IHT When Partner Not Domiciled in the UK

An inheritance tax (IHT) liability might arise from a transfer of assets between spouses or civil partners if the assets pass to a spouse / civil partner who is not domiciled in the UK for IHT purposes.

There is one major restriction on the IHT spouse / civil partner exemption. The exemption is limited to £325,000 if assets pass to a spouse or civil partner who is not domiciled in the UK for IHT purposes.

The best way to deal with this situation is generally to make outright lifetime transfers to the non-UK-domiciled partner, which will rank as potentially exempt transfers and insure the potential IHT liability for the seven-year period. Failing that, life assurance to cover the potential liability on transfers at death is a simple and flexible approach.

Taxation Of Life Assurance Policies In Trust

Life Assurance Policies In Trust

Here is an outline of the rules that apply to life policies in trust:

Income Tax on Life Policies In Trust

Life policies do not produce income and so income tax rules are not applicable. However, withdrawals from life policies that are in trust are regarded as ‘income’, even though the withdrawal is a withdrawal of capital rather than income. Therefore, a chargeable event may occur on a life policy under trust and thus a chargeable gain can arise.

Policy in Trust

If a policy is subject to a trust, the person chargeable is the individual who created the trust (the settlor), provided he or she is alive and UK tax resident.

A chargeable event gain is taxable on the settlor while alive and UK resident. If this is not the case, a chargeable event gain is taxable on UK resident trustees or, failing this, on UK resident beneficiaries to the extent that they benefit. Here are the scenarios:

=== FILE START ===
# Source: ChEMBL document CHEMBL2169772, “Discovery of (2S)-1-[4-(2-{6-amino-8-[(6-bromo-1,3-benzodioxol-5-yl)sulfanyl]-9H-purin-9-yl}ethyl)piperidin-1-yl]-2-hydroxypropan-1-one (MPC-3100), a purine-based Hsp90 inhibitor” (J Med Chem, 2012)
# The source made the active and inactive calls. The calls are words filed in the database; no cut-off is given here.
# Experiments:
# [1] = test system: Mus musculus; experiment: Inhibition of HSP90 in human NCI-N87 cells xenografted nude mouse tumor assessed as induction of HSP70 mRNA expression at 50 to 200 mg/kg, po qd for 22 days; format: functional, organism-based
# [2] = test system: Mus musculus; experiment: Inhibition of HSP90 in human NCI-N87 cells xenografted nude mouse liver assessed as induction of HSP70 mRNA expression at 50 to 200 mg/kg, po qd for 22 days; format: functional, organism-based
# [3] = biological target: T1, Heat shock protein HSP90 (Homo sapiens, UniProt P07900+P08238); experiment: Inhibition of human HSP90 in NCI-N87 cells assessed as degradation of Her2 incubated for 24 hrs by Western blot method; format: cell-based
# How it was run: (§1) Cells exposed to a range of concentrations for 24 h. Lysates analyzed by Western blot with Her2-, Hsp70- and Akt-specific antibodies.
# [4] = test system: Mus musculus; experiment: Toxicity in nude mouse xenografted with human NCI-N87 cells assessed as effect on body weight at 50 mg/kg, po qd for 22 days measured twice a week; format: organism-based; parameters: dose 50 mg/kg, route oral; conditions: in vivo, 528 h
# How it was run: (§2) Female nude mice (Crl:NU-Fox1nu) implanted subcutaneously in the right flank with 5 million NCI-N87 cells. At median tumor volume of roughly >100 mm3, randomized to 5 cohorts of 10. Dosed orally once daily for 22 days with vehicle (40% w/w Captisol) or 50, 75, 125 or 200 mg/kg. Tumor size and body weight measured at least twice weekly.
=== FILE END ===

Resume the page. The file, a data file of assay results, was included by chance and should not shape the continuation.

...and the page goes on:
Settlor Is Alive and UK Resident

If the settlor is alive (or the chargeable event occurred in the tax year of their death) and UK resident immediately before the chargeable event, the gain is treated as part of the settlor’s income meaning the settlor is taxable on it. Any tax paid can be recovered from the trustees.

Settlor Is Dead Or Resident Outside UK

If the settlor is dead, or resident outside the UK, immediately before the chargeable event and the trustees are resident in the UK, the trustees are chargeable on the gain.

Chargeable Trust Rates

The charge is at trust rates, which are 45% for income above the trust’s standard rate band and 2O% within it.

To the extent that gains exceed the available standard rate band, there is a 25% liability for a UK policy because of the basic rate tax credit.

No tax credit is given in relation to offshore policies, so the effective tax rates are 20% in the standard rate band and 45% thereafter. This tax cannot be reclaimed by the trust beneficiaries, even if they would not have been liable in their own right because they were well below the higher rate threshold.

Trustees Not Resident in the UK

If the trustees are not resident in the UK, they cannot be held liable for any tax but any UK resident beneficiaries receiving a benefit under the trust from the gain will be taxable on that amount at their tax rates (but with no top-slicing).

Note if trustees surrender the policy in the same tax year as the settlor’s death, the tax liability falls on the settlor.

Transfers of Assets Must Be Absolute And Unconditional

A person who is a higher rate taxpayer and is seeking to transfer income-producing assets to their non-working spouse for tax planning purposes should understand that the transfer must be absolute and unconditional to be effective.

The transferor spouse/partner must not have a future benefit from the transferred income or income-producing asset. One factor that must always be considered is the risk of divorce. This risk may mean that an individual is unhappy to undertake tax planning of this nature.

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